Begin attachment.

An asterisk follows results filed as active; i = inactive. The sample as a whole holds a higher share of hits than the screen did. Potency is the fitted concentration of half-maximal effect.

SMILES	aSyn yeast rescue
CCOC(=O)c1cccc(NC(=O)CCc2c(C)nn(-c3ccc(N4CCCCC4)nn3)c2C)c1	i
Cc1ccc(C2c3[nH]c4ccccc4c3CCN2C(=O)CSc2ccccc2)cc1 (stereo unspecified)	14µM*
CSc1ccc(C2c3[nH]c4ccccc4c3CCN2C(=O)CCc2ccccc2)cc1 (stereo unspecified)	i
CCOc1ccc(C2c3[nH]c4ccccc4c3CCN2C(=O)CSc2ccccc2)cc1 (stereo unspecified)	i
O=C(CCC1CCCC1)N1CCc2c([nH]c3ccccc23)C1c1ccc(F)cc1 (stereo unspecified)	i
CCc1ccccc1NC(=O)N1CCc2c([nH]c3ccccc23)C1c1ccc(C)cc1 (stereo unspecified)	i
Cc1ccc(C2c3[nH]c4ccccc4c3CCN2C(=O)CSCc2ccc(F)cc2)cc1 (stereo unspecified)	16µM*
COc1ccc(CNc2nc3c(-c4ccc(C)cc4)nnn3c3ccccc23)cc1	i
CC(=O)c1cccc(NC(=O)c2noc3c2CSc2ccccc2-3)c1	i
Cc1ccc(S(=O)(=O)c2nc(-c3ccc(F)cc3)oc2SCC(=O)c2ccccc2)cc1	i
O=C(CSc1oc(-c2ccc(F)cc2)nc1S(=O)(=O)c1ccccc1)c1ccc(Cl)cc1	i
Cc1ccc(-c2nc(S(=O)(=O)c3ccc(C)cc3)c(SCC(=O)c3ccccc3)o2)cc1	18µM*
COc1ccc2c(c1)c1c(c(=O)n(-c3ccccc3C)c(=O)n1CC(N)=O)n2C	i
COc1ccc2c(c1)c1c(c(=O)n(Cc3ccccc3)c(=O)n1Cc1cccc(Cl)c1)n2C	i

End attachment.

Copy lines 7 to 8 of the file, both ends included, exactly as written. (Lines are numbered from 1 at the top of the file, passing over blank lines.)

O=C(CCC1CCCC1)N1CCc2c([nH]c3ccccc23)C1c1ccc(F)cc1 (stereo unspecified)	i
CCc1ccccc1NC(=O)N1CCc2c([nH]c3ccccc23)C1c1ccc(C)cc1 (stereo unspecified)	i